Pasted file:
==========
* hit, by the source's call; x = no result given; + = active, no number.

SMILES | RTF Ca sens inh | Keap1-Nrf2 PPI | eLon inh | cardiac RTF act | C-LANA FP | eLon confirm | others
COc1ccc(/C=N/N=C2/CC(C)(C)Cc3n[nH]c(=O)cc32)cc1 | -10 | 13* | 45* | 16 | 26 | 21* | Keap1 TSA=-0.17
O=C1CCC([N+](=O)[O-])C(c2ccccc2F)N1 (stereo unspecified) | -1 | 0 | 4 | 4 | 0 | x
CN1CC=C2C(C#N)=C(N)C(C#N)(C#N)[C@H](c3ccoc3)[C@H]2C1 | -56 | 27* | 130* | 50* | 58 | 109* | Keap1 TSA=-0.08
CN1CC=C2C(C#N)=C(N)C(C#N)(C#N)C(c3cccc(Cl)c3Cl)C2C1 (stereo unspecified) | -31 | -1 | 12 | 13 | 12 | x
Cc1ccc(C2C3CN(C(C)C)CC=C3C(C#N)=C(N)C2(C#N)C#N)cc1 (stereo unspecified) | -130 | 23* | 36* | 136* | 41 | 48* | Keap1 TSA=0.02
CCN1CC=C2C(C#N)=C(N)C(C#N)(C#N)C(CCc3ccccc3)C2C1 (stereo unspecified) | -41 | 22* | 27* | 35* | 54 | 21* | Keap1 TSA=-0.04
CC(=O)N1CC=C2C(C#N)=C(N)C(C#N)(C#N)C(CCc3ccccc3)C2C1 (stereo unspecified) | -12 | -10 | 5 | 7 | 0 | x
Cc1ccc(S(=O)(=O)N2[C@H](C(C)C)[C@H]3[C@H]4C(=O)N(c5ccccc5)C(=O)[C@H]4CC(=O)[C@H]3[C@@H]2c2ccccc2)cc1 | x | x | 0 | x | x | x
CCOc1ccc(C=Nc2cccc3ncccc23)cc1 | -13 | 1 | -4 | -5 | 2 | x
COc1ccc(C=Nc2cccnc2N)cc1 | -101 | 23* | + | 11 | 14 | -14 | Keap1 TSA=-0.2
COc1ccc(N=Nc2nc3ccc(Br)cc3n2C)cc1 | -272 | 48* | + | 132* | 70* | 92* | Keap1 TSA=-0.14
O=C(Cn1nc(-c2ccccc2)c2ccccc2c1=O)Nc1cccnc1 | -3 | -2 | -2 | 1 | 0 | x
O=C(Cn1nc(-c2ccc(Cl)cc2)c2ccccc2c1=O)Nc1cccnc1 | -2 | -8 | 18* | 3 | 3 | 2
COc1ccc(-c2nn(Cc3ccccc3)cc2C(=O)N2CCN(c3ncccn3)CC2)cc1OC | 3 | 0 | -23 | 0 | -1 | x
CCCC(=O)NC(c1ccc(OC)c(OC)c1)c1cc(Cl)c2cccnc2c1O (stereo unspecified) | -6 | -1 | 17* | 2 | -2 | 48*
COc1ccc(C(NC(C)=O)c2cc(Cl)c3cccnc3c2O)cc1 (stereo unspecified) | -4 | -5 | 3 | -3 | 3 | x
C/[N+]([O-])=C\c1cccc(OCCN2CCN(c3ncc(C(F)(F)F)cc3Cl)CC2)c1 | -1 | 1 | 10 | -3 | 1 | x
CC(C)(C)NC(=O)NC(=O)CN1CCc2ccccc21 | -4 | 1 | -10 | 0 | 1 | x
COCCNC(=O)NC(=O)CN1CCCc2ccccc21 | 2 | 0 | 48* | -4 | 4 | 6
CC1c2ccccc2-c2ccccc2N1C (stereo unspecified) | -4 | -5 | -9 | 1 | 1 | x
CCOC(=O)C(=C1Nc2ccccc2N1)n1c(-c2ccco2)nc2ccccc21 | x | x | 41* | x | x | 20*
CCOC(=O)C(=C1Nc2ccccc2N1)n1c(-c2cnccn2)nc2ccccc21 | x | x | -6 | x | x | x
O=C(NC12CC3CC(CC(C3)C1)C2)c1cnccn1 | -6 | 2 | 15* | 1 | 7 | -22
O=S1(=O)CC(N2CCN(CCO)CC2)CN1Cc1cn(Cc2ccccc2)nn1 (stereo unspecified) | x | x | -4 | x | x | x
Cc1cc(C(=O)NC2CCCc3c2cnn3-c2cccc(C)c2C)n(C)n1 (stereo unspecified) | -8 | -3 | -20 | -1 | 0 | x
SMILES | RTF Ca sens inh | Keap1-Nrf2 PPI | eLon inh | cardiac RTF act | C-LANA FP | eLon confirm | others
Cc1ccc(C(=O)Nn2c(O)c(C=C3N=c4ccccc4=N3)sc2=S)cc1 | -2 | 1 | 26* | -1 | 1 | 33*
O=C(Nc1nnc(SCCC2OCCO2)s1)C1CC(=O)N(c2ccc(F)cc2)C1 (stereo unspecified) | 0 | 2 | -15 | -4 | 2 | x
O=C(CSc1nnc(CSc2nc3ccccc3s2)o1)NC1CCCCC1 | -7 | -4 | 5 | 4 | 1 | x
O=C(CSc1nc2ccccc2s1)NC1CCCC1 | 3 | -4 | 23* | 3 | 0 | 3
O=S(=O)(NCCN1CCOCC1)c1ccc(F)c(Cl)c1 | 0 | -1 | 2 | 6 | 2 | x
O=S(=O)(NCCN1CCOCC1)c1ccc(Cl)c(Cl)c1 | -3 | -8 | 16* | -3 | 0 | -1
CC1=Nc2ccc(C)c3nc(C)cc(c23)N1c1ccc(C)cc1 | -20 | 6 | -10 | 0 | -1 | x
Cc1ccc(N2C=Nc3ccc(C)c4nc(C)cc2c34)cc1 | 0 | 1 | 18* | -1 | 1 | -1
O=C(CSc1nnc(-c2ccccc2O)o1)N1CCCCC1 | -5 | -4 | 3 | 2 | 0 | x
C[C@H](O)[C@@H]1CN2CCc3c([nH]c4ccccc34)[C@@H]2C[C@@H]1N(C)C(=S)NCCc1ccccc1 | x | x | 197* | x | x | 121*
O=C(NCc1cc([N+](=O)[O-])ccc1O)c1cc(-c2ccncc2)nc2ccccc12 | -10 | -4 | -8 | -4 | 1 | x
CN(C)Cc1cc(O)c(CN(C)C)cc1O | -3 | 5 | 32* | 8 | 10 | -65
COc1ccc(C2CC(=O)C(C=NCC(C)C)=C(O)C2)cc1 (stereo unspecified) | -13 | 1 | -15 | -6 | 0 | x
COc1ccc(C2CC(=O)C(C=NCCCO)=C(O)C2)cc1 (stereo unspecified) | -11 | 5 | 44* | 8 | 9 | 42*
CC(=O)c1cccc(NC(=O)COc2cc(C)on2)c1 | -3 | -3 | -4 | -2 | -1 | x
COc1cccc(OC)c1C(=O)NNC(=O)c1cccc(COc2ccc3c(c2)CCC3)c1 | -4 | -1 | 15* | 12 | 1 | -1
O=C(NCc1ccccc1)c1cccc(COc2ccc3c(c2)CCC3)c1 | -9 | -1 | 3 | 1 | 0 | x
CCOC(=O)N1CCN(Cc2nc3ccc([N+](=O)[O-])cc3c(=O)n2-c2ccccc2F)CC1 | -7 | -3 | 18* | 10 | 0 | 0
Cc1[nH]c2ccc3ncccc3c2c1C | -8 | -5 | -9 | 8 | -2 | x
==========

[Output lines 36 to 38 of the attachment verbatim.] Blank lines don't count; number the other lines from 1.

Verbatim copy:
Cc1ccc(N2C=Nc3ccc(C)c4nc(C)cc2c34)cc1 | 0 | 1 | 18* | -1 | 1 | -1
O=C(CSc1nnc(-c2ccccc2O)o1)N1CCCCC1 | -5 | -4 | 3 | 2 | 0 | x
C[C@H](O)[C@@H]1CN2CCc3c([nH]c4ccccc34)[C@@H]2C[C@@H]1N(C)C(=S)NCCc1ccccc1 | x | x | 197* | x | x | 121*